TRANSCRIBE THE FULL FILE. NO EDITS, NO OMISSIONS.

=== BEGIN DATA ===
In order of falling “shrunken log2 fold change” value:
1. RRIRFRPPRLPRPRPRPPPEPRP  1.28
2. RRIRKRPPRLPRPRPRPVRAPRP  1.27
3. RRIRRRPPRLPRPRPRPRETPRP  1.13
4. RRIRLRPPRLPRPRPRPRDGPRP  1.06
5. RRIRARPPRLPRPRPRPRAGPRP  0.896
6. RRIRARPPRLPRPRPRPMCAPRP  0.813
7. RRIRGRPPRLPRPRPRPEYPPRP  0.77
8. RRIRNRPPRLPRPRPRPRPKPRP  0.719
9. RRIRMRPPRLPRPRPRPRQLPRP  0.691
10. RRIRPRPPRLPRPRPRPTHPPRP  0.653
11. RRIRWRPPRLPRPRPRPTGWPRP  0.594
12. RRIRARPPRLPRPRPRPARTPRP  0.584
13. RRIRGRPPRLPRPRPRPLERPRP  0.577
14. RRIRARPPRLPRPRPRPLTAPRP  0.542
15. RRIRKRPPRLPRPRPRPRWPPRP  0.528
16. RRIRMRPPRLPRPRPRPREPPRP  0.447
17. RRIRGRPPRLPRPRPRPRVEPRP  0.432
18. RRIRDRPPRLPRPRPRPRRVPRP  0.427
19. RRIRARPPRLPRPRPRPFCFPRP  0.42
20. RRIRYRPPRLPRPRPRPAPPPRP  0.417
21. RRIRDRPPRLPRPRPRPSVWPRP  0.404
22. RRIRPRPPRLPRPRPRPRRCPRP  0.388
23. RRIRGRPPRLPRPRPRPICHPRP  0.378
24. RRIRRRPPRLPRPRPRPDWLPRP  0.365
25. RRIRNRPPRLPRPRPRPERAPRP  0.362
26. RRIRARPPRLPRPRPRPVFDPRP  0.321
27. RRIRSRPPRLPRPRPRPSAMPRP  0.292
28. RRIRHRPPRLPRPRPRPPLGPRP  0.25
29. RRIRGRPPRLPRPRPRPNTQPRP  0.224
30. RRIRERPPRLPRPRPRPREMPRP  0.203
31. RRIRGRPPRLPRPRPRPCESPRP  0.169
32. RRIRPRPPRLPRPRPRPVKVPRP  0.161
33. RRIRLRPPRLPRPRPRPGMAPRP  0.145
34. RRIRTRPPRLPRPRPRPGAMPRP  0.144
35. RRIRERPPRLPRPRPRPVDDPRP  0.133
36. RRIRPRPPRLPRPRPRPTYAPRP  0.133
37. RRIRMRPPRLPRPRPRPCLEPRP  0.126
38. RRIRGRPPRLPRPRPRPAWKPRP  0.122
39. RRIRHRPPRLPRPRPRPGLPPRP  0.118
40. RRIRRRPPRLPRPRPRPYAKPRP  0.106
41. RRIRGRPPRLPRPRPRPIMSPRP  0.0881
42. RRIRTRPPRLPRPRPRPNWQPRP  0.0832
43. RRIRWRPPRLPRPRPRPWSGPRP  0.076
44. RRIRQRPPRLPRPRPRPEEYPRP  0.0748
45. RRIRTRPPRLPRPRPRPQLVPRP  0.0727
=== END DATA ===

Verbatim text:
In order of falling “shrunken log2 fold change” value:
1. RRIRFRPPRLPRPRPRPPPEPRP  1.28
2. RRIRKRPPRLPRPRPRPVRAPRP  1.27
3. RRIRRRPPRLPRPRPRPRETPRP  1.13
4. RRIRLRPPRLPRPRPRPRDGPRP  1.06
5. RRIRARPPRLPRPRPRPRAGPRP  0.896
6. RRIRARPPRLPRPRPRPMCAPRP  0.813
7. RRIRGRPPRLPRPRPRPEYPPRP  0.77
8. RRIRNRPPRLPRPRPRPRPKPRP  0.719
9. RRIRMRPPRLPRPRPRPRQLPRP  0.691
10. RRIRPRPPRLPRPRPRPTHPPRP  0.653
11. RRIRWRPPRLPRPRPRPTGWPRP  0.594
12. RRIRARPPRLPRPRPRPARTPRP  0.584
13. RRIRGRPPRLPRPRPRPLERPRP  0.577
14. RRIRARPPRLPRPRPRPLTAPRP  0.542
15. RRIRKRPPRLPRPRPRPRWPPRP  0.528
16. RRIRMRPPRLPRPRPRPREPPRP  0.447
17. RRIRGRPPRLPRPRPRPRVEPRP  0.432
18. RRIRDRPPRLPRPRPRPRRVPRP  0.427
19. RRIRARPPRLPRPRPRPFCFPRP  0.42
20. RRIRYRPPRLPRPRPRPAPPPRP  0.417
21. RRIRDRPPRLPRPRPRPSVWPRP  0.404
22. RRIRPRPPRLPRPRPRPRRCPRP  0.388
23. RRIRGRPPRLPRPRPRPICHPRP  0.378
24. RRIRRRPPRLPRPRPRPDWLPRP  0.365
25. RRIRNRPPRLPRPRPRPERAPRP  0.362
26. RRIRARPPRLPRPRPRPVFDPRP  0.321
27. RRIRSRPPRLPRPRPRPSAMPRP  0.292
28. RRIRHRPPRLPRPRPRPPLGPRP  0.25
29. RRIRGRPPRLPRPRPRPNTQPRP  0.224
30. RRIRERPPRLPRPRPRPREMPRP  0.203
31. RRIRGRPPRLPRPRPRPCESPRP  0.169
32. RRIRPRPPRLPRPRPRPVKVPRP  0.161
33. RRIRLRPPRLPRPRPRPGMAPRP  0.145
34. RRIRTRPPRLPRPRPRPGAMPRP  0.144
35. RRIRERPPRLPRPRPRPVDDPRP  0.133
36. RRIRPRPPRLPRPRPRPTYAPRP  0.133
37. RRIRMRPPRLPRPRPRPCLEPRP  0.126
38. RRIRGRPPRLPRPRPRPAWKPRP  0.122
39. RRIRHRPPRLPRPRPRPGLPPRP  0.118
40. RRIRRRPPRLPRPRPRPYAKPRP  0.106
41. RRIRGRPPRLPRPRPRPIMSPRP  0.0881
42. RRIRTRPPRLPRPRPRPNWQPRP  0.0832
43. RRIRWRPPRLPRPRPRPWSGPRP  0.076
44. RRIRQRPPRLPRPRPRPEEYPRP  0.0748
45. RRIRTRPPRLPRPRPRPQLVPRP  0.0727